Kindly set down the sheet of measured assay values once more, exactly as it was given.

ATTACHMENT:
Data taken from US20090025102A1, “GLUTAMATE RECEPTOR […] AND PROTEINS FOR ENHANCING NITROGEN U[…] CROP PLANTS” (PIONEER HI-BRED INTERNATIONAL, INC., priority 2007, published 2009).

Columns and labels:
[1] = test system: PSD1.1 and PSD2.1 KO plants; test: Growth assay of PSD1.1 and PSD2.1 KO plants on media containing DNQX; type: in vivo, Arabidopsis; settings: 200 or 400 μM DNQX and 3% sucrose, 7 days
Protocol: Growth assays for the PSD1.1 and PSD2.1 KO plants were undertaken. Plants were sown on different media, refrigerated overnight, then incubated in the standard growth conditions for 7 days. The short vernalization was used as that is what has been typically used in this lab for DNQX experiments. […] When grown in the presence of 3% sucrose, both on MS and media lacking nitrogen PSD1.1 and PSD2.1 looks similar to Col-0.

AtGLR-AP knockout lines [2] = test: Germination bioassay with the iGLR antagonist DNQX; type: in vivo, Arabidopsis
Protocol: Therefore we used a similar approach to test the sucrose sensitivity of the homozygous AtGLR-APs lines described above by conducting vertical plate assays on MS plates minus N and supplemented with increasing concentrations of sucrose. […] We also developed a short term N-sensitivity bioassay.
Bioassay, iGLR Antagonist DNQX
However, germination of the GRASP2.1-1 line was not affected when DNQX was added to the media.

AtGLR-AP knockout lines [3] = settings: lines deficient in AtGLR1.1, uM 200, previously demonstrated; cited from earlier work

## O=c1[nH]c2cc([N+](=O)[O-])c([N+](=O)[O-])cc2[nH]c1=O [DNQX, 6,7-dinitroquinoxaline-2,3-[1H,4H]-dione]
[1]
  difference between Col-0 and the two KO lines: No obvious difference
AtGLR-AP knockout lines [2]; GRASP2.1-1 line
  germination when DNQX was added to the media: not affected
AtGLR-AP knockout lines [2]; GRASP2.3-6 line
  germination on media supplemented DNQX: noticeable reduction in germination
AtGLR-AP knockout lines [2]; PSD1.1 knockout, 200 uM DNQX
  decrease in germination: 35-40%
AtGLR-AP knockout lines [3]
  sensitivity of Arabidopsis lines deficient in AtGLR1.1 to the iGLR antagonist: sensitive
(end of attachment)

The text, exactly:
Data taken from US20090025102A1, “GLUTAMATE RECEPTOR […] AND PROTEINS FOR ENHANCING NITROGEN U[…] CROP PLANTS” (PIONEER HI-BRED INTERNATIONAL, INC., priority 2007, published 2009).

Columns and labels:
[1] = test system: PSD1.1 and PSD2.1 KO plants; test: Growth assay of PSD1.1 and PSD2.1 KO plants on media containing DNQX; type: in vivo, Arabidopsis; settings: 200 or 400 μM DNQX and 3% sucrose, 7 days
Protocol: Growth assays for the PSD1.1 and PSD2.1 KO plants were undertaken. Plants were sown on different media, refrigerated overnight, then incubated in the standard growth conditions for 7 days. The short vernalization was used as that is what has been typically used in this lab for DNQX experiments. […] When grown in the presence of 3% sucrose, both on MS and media lacking nitrogen PSD1.1 and PSD2.1 looks similar to Col-0.

AtGLR-AP knockout lines [2] = test: Germination bioassay with the iGLR antagonist DNQX; type: in vivo, Arabidopsis
Protocol: Therefore we used a similar approach to test the sucrose sensitivity of the homozygous AtGLR-APs lines described above by conducting vertical plate assays on MS plates minus N and supplemented with increasing concentrations of sucrose. […] We also developed a short term N-sensitivity bioassay.
Bioassay, iGLR Antagonist DNQX
However, germination of the GRASP2.1-1 line was not affected when DNQX was added to the media.

AtGLR-AP knockout lines [3] = settings: lines deficient in AtGLR1.1, uM 200, previously demonstrated; cited from earlier work

## O=c1[nH]c2cc([N+](=O)[O-])c([N+](=O)[O-])cc2[nH]c1=O [DNQX, 6,7-dinitroquinoxaline-2,3-[1H,4H]-dione]
[1]
  difference between Col-0 and the two KO lines: No obvious difference
AtGLR-AP knockout lines [2]; GRASP2.1-1 line
  germination when DNQX was added to the media: not affected
AtGLR-AP knockout lines [2]; GRASP2.3-6 line
  germination on media supplemented DNQX: noticeable reduction in germination
AtGLR-AP knockout lines [2]; PSD1.1 knockout, 200 uM DNQX
  decrease in germination: 35-40%
AtGLR-AP knockout lines [3]
  sensitivity of Arabidopsis lines deficient in AtGLR1.1 to the iGLR antagonist: sensitive